How are you charging a customer for a full stick if you're using a scrap? If you're billing T&M that doesn't sit right with me. If you're flat rating it's fine. How you estimate isn't your customer's problem. You're not really "charging" them for the full stick, you're figuring a full stick in your estimating to arrive at your flat price. If you do it out of inventory, including scrap, that's fine.
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Old 09-03-2017, 07:16 AM   #9
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Point being he might charge the customer $3.50 per foot, pay $1.30 per foot and doesn't much matter about the length.
Like you, I wouldn't hit them with the whole 10' unless the project was being supplied by the bundle. That's where the booty from the scrap comes from.

For us. Job close out is doing all of the returns and then throwing out everything else. Nothing frosts your balls like seeing a bucket of malleable thread less fittings or Myers hubs, LBs and crap that wont match up on the next job.
If you have the space, save a few things but, I've worked for shops that have had the same bucket of 18" pieces of explosion proof greenfield for 25 years.
Just send it all back and let the supply house give you what they can for it.

I'm in the business of installing stuff, not warehousing it.

With all of that said, it ok to have a guy stay busy making nipples once in a while if you can afford it.
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Old 09-03-2017, 08:37 AM   #10
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I always charge the customer for 10' because it was 10' until it was cut for the specific job. If it's under 4' it will sit in my truck or shop for months until it's thrown away or forgotten.

If it's a bigger job I try to be more exact because the customer is already paying you a lot to do the bigger job.

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Old 09-03-2017, 08:56 AM   #11
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Quote:
Originally Posted by Skipbayless View Post
I always charge the customer for 10' because it was 10' until it was cut for the specific job. If it's under 4' it will sit in my truck or shop for months until it's thrown away or forgotten.

If it's a bigger job I try to be more exact because the customer is already paying you a lot to do the bigger job.

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Charge for the 10' piece and have a line item for trash hauling.
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Old 09-03-2017, 10:28 AM   #12
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Junk them.. No one will ever go looking for a short piece. If they are at your shop, then someone to drive to location, back to the shop and back to site blew any saving and I'd guess pissed off a customer if they saw you come out with a 3' piece of conduit..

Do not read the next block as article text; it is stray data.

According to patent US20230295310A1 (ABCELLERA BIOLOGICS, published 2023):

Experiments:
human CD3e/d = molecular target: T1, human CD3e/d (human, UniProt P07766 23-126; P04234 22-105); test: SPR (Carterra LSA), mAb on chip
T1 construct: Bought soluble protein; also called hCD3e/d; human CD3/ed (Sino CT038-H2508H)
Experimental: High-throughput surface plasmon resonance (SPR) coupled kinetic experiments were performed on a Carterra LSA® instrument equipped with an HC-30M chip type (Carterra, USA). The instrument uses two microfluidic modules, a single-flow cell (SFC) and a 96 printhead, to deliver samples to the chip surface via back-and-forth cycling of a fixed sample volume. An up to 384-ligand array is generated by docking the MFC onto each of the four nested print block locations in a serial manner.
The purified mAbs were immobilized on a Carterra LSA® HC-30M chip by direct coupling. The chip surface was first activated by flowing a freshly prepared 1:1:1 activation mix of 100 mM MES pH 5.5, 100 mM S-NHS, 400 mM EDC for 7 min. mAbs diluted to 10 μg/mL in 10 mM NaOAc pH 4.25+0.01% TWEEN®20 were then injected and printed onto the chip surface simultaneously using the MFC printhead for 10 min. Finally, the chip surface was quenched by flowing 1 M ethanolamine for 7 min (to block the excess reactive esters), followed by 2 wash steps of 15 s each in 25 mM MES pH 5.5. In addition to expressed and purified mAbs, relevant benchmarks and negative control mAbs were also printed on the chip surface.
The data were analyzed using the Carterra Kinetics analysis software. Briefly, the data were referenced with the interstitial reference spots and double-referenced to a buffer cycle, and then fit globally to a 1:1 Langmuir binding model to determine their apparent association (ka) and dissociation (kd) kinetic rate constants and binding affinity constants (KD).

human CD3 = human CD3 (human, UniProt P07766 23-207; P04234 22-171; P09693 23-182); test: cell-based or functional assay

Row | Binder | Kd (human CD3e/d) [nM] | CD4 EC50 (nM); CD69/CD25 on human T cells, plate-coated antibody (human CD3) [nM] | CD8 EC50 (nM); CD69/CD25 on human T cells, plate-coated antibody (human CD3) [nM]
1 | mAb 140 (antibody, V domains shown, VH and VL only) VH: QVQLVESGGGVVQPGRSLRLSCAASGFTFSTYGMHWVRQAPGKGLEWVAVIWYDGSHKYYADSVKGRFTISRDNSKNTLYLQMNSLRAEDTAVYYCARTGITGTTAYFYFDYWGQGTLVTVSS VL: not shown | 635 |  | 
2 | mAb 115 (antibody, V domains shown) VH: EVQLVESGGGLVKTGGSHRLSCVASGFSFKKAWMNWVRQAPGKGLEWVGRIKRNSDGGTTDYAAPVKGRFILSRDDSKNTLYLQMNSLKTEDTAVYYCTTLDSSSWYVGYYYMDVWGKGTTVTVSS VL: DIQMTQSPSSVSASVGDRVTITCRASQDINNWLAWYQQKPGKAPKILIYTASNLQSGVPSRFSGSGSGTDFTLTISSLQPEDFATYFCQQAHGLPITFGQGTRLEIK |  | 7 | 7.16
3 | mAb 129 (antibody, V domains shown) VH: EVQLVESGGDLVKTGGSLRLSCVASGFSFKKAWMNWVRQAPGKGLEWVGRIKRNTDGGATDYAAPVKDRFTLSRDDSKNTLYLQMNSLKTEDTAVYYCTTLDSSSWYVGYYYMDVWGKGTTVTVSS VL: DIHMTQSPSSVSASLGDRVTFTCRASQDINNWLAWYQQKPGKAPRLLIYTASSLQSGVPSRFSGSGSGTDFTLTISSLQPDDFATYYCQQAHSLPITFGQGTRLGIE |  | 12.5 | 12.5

Charge by the 10' stick.. Guess that's why all wholesalers, HD's, Lowes, etc all sell by 10' length..
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Old 09-03-2017, 10:38 AM   #13
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Quote:
Originally Posted by joebanana View Post
Anything less than a half a stick of 1" and less, ain't worth saving. You're just going end up with barrels full of bones that nobody will use, and it piles up fast.
If you're going to bill your customers for a full stick, cut what you need off a full stick, and throw the rest away.
You are missing his point.

If he uses half a stick and bills for a full stick his profit is $x = material cost.

If he holds on to the other half a stick and bills it out as a full stick his profit is $x but there is no material cost.

I've been in shops that are on opposite sides of the issue.

Doing control and service work I always kept two buckets in the truck of short pieces of EMT and used them all the time, but I never let them get out of control.
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Old 09-03-2017, 10:44 AM   #14
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The sorting, organizing, warehousing, transporting, inventorying, and then retrieval of something like this could often times cost more in wasted labor than you save in material costs.

A full stick of 3/4" EMT costs $4 and there should be a few on every truck. This should be replenished when the truck is at the shop or supply house for other material (no special trip). This EMT is cheap.

If you have a guy who costs you $1/minute in labor burden spend a few minutes going back into the shop to look for a piece of pipe the right size, you just threw money away.
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Old 09-03-2017, 10:44 AM   #15
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You are missing his point.

If he uses half a stick and bills for a full stick his profit is $x = material cost.

If he holds on to the other half a stick and bills it out as a full stick his profit is $x but there is no material cost.

I've been in shops that are on opposite sides of the issue.

Doing control and service work I always kept two buckets in the truck of short pieces of EMT and used them all the time, but I never let them get out of control.